Our #FlattenTheCurve graphic is now up on @Wikipedia with proper attribution & a CC-BY-SA licence. Please share far & wide and translate it into any language you can! Details in the thread below. #Covid_19 #COVID2019 #COVID19 #coronavirus Thanks to @XTOTL & @TheSpinoffTV pic.twitter.com/BQop7yWu1Q
— Dr Siouxsie Wiles (@SiouxsieW) March 10, 2020
Working out the strategy for a small business when faced with a left-field obstacle is tough. Thankfully, there are people who we can rely on to find us factual data on which decisions can be made.
Thread. This is clever, but very high risk. And as the Prof says, measures to protect those for whom the virus would be fatal are missing. https://t.co/44GUwiX9Pz
— (((🕷Frances Coppola, Philosopher ))) (@Frances_Coppola) March 14, 2020
This is the thread expanded
Professor Ian Donald
@iandonald_psych 15 tweets, 3 min read
1. The govt strategy on #Coronavirus is more refined than those used in other countries and potentially very effective. But it is also riskier and based on a number of assumptions. They need to be correct, and the measures they introduce need to work when they are supposed to.
2. This all assumes I’m correct in what I think the govt are doing and why. I could be wrong – and wouldn’t be surprised. But it looks to me like.
3. A UK starting assumption is that a high number of the population will inevitably get infected whatever is done – up to 80%. As you can’t stop it, so it is best to manage it.
There are limited health resources so the aim is to manage the flow of the seriously ill to these.
4. The Italian model aims to stop infection. The UKs wants infection BUT of particular categories of people. The aim of the UK is to have as many lower risk people infected as possible. Immune people cannot infect others; the more there are the lower the risk of infection
5. That’s herd immunity. Based on this idea, at the moment the govt wants people to get infected, up until hospitals begin to reach capacity. At that they want to reduce, but not stop infection rate. Ideally they balance it so the numbers entering hospital = the number leaving.
6. That balance is the big risk. All the time people are being treated, other mildly ill people are recovering and the population grows a higher percent of immune people who can’t infect. They can also return to work and keep things going normally – and go to the pubs.
7.The risk is being able to accurately manage infection flow relative to health case resources. Data on infection rates needs to be accurate, the measures they introduce need to work and at the time they want them to and to the degree they want, or the system is overwhelmed.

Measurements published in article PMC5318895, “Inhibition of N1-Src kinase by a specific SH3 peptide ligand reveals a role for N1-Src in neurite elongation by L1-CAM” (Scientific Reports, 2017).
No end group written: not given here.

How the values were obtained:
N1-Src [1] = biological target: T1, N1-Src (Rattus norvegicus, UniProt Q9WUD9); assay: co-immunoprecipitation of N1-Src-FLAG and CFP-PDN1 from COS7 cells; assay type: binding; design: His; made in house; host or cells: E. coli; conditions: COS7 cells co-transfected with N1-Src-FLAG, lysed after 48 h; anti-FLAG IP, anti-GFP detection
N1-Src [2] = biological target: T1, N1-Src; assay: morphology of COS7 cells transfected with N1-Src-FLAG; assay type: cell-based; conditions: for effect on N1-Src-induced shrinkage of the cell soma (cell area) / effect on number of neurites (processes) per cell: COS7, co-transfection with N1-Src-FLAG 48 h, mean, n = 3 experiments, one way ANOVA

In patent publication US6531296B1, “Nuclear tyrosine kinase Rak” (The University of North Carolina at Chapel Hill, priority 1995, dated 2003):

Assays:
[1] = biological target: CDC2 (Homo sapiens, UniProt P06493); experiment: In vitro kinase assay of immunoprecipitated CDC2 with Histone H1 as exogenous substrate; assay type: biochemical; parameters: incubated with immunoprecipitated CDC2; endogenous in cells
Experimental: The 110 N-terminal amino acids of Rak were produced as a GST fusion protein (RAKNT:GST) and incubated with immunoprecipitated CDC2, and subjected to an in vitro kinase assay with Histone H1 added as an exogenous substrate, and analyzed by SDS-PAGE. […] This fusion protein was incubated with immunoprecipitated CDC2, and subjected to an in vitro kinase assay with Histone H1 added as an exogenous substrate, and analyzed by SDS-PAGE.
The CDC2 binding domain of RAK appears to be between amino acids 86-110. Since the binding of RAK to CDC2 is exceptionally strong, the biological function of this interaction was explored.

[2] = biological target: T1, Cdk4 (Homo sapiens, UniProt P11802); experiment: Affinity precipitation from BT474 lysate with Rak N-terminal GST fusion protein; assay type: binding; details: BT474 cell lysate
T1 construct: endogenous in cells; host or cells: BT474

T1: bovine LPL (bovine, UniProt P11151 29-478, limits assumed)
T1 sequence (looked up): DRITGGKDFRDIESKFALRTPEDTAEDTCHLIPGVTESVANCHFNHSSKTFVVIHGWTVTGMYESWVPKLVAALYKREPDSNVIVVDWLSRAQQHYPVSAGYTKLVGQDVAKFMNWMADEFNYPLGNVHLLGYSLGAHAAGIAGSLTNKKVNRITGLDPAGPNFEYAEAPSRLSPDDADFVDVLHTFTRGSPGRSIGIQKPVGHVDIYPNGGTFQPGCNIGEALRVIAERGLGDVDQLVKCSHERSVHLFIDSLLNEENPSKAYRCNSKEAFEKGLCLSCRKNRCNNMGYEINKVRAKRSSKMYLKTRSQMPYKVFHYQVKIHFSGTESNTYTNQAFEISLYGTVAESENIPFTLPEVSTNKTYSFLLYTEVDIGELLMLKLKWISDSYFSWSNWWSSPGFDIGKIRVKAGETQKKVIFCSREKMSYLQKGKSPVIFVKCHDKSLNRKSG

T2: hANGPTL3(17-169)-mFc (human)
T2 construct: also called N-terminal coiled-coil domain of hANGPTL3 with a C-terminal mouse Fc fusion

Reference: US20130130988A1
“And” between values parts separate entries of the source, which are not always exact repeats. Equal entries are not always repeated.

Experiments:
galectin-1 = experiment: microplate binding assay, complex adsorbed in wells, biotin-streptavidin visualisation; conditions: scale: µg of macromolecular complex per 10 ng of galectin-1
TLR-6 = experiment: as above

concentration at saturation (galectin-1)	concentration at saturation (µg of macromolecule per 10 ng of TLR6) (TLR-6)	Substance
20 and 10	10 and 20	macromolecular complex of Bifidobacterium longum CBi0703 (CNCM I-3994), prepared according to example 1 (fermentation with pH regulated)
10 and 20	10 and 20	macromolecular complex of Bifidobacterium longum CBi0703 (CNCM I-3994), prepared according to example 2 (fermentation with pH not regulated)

8. Schools: Kids generally won’t get very ill, so the govt can use them as a tool to infect others when you want to increase infection. When you need to slow infection, that tap can be turned off – at that point they close the schools. Politically risky for them to say this.
9. The same for large scale events – stop them when you want to slow infection rates; turn another tap off. This means schools etc are closed for a shorter period and disruption generally is therefore for a shorter period, AND with a growing immune population. This is sustainable
10. After a while most of the population is immune, the seriously ill have all received treatment and the country is resistant. The more vulnerable are then less at risk. This is the end state the govt is aiming for and could achieve.
11. BUT a key issue during this process is protection of those for whom the virus is fatal. It’s not clear the full measures there are to protect those people. It assumes they can measure infection, that their behavioural expectations are met – people do what they think they will
12. The Italian (and others) strategy is to stop as much infection as possible – or all infection. This is appealing, but then what? The restrictions are not sustainable for months. So the will need to be relaxed. But that will lead to reemergence of infections.
13. Then rates will then start to climb again. So they will have to reintroduce the restrictions each time infection rates rise. That is not a sustainable model and takes much longer to achieve the goal of a largely immune population with low risk of infection of the vulnerable
14. As the government tries to achieve equilibrium between hospitalisations and infections, more interventions will appear. It’s perhaps why there are at the moment few public information films on staying at home. They are treading a tight path, but possibly a sensible one.
15. This is probably the best strategy, but they should explain it more clearly. It relies on a lot of assumptions, so it would be good to know what they are – especially behavioural. Most encouraging, it’s way too clever for #BorisJohnson to have had any role in developing.
The other source of helpful information is Stuart McDonald
I think it’s a very difficult balancing act. I’m impressed by their science-led approach but it looks like they’re balancing 2020 deaths with economic impact. That isn’t as heartless as it sounds: economic crash => austerity => more premature deaths. Glad I don’t have to decide!
— stuart mcdonald (@ActuaryByDay) March 14, 2020
Stuart finds data published around the world and shares it with us
Italy now appears to be publishing updated COVID-19 stats daily at this link. Some brief comments:
This level of transparency is very helpful.
— stuart mcdonald (@ActuaryByDay) March 14, 2020
These insights are helpful of making sense of Coronavirus and putting together a strategy.
Perhaps the most interesting concept of all is in the hashtag #flattenthecurve .
Ultimately though I think and hope that this forecast will be very wrong. A well timed intervention could drastically alter the trajectory of the virus as we have seen in China, S Korea, Singapore and Hong Kong.
— stuart mcdonald (@ActuaryByDay) March 13, 2020
We live in hope